Human Rights Watch Says Lesbos Refugee Center “Open-Air Prison”

November 22, 2018

Human Rights Watch has joined a chorus of groups complaining about conditions for more than 74,000 refugees and migrants being held in detention centers and camps, singling out the Moria camp on the island of Lesbos, which the BBC called “the worst in the world.”

HRW said it fears a humanitarian disaster with the onset of winter and more than 7,200 in the camp on Lesbos living in atrocious conditons, blaming the European Union as well for

“Thousands of people seeking protection in Europe are deprived of their most basic rights to humane and dignified treatment on Lesbos,” said Todor Gardos, Europe researcher at Human Rights Watch. “The EU-backed containment policy is aggravating long-lasting suffering of asylum seekers, turning Lesbos into an open-air prison.”

On a visit to Lesbos from October 16-17, the group said it saw the level of overcrowding, unsuitable accommodations, and despair, and that it interviewed 26 asylum seekers from Afghanistan, Iraq, Syria, and Somalia, including families and women and men traveling alone.

In September, the Regional Authority of the Northern Aegean, which is responsible for public health, said the Moria camp posed a threat to public health and the environment due to overcrowding, uncontrolled sewage spills, broken toilet waste pipes, and generally poor hygienic conditions that could abet the spread of infectious disease.

The ruling Radical Left SYRIZA-led coalition has ignored similar laments from 20 other groups while Prime Minister Alexis Tsipras said he was “proud” of conditions in the camps where a video earlier this year showed open sewage and a lack of toilets and basic human needs.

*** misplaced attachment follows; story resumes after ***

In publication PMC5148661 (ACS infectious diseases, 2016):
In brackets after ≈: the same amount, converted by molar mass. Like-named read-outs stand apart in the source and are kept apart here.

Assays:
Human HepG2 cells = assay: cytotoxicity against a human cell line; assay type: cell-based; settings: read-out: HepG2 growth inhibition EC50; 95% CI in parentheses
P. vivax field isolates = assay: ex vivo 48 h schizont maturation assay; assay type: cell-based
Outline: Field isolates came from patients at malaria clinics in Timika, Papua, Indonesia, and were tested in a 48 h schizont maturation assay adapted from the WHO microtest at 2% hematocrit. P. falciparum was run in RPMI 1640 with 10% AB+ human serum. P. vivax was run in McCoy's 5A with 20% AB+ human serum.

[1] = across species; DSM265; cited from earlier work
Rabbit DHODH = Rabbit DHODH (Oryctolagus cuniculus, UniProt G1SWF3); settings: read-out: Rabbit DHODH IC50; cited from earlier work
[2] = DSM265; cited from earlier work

Under the containment policy enforced since the March 2016 EU-Turkey deal, Greek authorities confine asylum seekers on the Aegean islands, including Lesbos, until their asylum claims are adjudicated which has taken up to two years and more, setting off frustration and violence.

An estimated 18,000 asylum seekers are confined to Greek islands, most of them on Lesbos and Samos; just over 50 percent are women and children. According to the UNHCR, over 4,000 people already identified as “vulnerable” and eligible for transfer are stuck on the islands.

The situation has become worse since the European Union closed its borders to refugees and migrants, dumping the problem largely on Greece and with other EU countries reneging on pledges to help take in some of the overload.

HRW said conditions on Lesbos violate EU and Greek laws that require Greece to provide an adequate standard of living for asylum seekers, guaranteeing their subsistence and protecting their physical and mental health.

The government should act swiftly to enact a recent pledge to create 6,000 new accommodation places on the mainland that provide an adequate standard of living, it added, and prepare for winter by ensuring adequate and secure shelter, safe drinking water and sanitation, an enabling environment for good hygiene, and protection.


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